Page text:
Guided tours highlight interesting architecture around Czech Republic and Slovakia

Krkonoše Environmental Education Centre KRTEK, photo: archive of Architecture Day

The 10th annual Architecture Day gets underway in the Czech Republic and Slovakia on Thursday, with more than 100 towns and cities taking part this year. Despite its name, the event will run for seven days, offering free guided tours of significant historical landmarks and contemporary buildings, as well as lectures, family workshops and artistic installations.

Nearly 300 events, including guided tours around old factories, hospital compounds, former working class neighbourhoods or the urban wilderness, are on the program of the upcoming Architecture Day.

The festival was established in 2010 as a one-day event to mark the International Day of Architecture, but it gradually expanded, explains its director and founder Marcela Steinbachová:

“We originally planned just a one day event, called Day of Architecture, but the first edition stretched into a weekend and then gradually it grew into a week. The towns have also become more involved, with city and town architects taking charge of the guided tours.

“What has also changed is the way people perceive architecture. It has become more of a community event attended by people who really live in the region and who are interested in what happens in their neighbourhood."

Photo: archive of Architecture Day

The main themes of this year’s Architecture Day are social and environmental issues. Many of the guided tours will take place in socially excluded localities but also around various public buildings, such as hospitals, explains Mrs Steinbachová:

"On Saturday we are going to visit the complex of the General University Hospital in Prague, and on Sunday there will be a tour focusing on brutalist architecture of the hospital buildings at the city’s Karlov district.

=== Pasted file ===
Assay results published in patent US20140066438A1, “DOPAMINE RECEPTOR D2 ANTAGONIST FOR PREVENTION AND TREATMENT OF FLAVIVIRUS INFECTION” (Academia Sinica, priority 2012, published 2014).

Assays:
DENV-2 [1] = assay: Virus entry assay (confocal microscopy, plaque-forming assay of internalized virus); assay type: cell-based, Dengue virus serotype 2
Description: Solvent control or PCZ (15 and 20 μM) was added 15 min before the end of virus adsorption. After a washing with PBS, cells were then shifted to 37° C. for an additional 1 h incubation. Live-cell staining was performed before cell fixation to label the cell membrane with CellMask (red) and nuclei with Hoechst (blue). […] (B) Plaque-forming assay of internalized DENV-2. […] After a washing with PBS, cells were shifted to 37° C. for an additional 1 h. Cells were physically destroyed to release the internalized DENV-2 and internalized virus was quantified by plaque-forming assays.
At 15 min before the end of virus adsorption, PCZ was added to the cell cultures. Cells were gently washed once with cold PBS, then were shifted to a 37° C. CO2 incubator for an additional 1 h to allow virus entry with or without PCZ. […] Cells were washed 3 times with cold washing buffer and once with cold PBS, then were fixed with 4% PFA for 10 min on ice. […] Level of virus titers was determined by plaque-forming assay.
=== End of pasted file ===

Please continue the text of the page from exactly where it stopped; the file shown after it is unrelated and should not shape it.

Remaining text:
"We will also look into a private clinic in Mladá Boleslav, with its authors Martin Rajniš and David Kubík, and we will visit the hospital in Jihlava."

Diviš quarter,  Brno,  photo: archive of Architecture Day

To highlight the connection between architecture and environment, people can also visit all sorts of ecologically friendly buildings, including the Open Gardens, an educational and advisory centre, in Brno and the Krkonoše Environmental Education Centre KRTEK.

The festival will also focus on the role of water in urban planning and architecture, says Mrs Steinbachová:

"Several tours will focus on rivers. For example in Jablonec, there will be a walk down the river bed, highlighting the connection between the river and the town, and in Prague and Ostrava, there will be guided walks along the riverbanks."

As every year, Architecture Day will also mark important anniversaries of renowned Czech architects, such as Jaroslav Gočár or Adolf Loos, but it will also highlight buildings designed by young, up-and-coming architects.

Under the motto ‘Hooray Inside’ people will also have a chance to visit buildings that are usually inaccessible to the public.

Due to the coronavirus outbreak the number of attendants will be limited and many places and events require advance booking. However, since most of the program takes place outside, the organizers believe it will go ahead as planned.